When it comes to observing how things are going now, whether a pandemic is worsening or dying out, mortality is a lagging indicator. They do not begin to emerge until the infections are already rapidly accelerating for many days, and do not decrease until the spread of the virus slows down.
The chart below shows that overall the number of deaths is clearly decreasing, although there is a weekly cycle in which on Sundays, apparently, there is a relatively low mortality rate, and on Tuesdays and Wednesdays usually the highest rates. Overall, mortality rates were lower in the past two weeks than two months before. But if there will soon be a second wave, we will not see deaths from it yet.
Here is another look from the Washington Post.
In addition to deaths, more attention is paid to measuring the number of hospitalizations associated with coronavirus. Unfortunately, this data usually doesn’t return to the number of confirmed cases or deaths, but most states have hospitalization data for two months. Hospital data are measured in two ways, the first of which is a cumulative measure, similar to how confirmed cases and deaths are measured.
The number can only increase as more hospitalizations are added to the total. From this number, the daily number of hospitalizations can be calculated; however, this number is very noisy because the numbers are presented at the state level in various ways and do not seem to reflect the true numbers for the day.
In other words, the number of hospitalizations seems to be included in the groups. They can also be presented as weekly totals or weekly averages. But the drawback of the accumulated data is that they do not tell us much about the load on hospitals and health workers. The total number of hospitalizations for coronavirus rose sharply, from zero to almost 60,000 per month across the country, and remained high for several weeks after that. The diagram below shows that the decrease in the number of hospitalizations was quite stable, and in general the health system is experiencing a much lower burden than in mid-April.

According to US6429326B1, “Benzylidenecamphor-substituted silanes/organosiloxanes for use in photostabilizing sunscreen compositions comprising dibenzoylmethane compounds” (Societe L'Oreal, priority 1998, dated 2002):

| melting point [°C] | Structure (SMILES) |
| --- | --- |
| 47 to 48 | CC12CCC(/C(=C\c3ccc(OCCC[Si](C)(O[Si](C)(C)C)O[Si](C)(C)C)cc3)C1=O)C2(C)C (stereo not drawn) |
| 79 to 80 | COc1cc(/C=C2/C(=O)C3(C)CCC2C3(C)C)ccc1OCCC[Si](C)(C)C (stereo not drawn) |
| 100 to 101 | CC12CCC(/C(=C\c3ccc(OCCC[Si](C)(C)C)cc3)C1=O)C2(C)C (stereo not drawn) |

The northeastern states of the United States have suffered the most, but most states have either declining or flat hospitalization trends, with some notable exceptions, such as North Carolina, Texas, and Arizona. But hospital admissions are still relatively low in these states, part of the total number of cases New York and New Jersey saw in April. Allegations that Alabama, Georgia and Florida are becoming “hot spots” are not supported by hospitalization figures, despite media reports saying otherwise.
Some parts of the country are still in the midst of the first wave of coronavirus infections, in states with very low hospital admissions and deaths in April, but the virus is now spreading more rapidly. But these states are unlikely to see how the northeastern states spread, and there is hope that the virus will be much less deadly in the future if policies are implemented to better protect the elderly and vulnerable, especially those who live in long-term care. objects.